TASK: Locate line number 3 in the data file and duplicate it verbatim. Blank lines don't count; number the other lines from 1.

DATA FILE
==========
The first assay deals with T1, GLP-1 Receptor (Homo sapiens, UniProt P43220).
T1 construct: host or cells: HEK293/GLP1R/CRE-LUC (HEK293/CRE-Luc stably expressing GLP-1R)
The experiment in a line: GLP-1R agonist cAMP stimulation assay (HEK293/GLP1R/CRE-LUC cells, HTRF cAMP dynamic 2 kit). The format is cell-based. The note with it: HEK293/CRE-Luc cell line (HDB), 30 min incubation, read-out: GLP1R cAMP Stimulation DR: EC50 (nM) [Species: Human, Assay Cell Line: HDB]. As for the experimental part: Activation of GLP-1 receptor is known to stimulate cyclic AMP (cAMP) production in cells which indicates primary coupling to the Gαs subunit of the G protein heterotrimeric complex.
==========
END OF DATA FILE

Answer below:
The experiment in a line: GLP-1R agonist cAMP stimulation assay (HEK293/GLP1R/CRE-LUC cells, HTRF cAMP dynamic 2 kit). The format is cell-based. The note with it: HEK293/CRE-Luc cell line (HDB), 30 min incubation, read-out: GLP1R cAMP Stimulation DR: EC50 (nM) [Species: Human, Assay Cell Line: HDB]. As for the experimental part: Activation of GLP-1 receptor is known to stimulate cyclic AMP (cAMP) production in cells which indicates primary coupling to the Gαs subunit of the G protein heterotrimeric complex.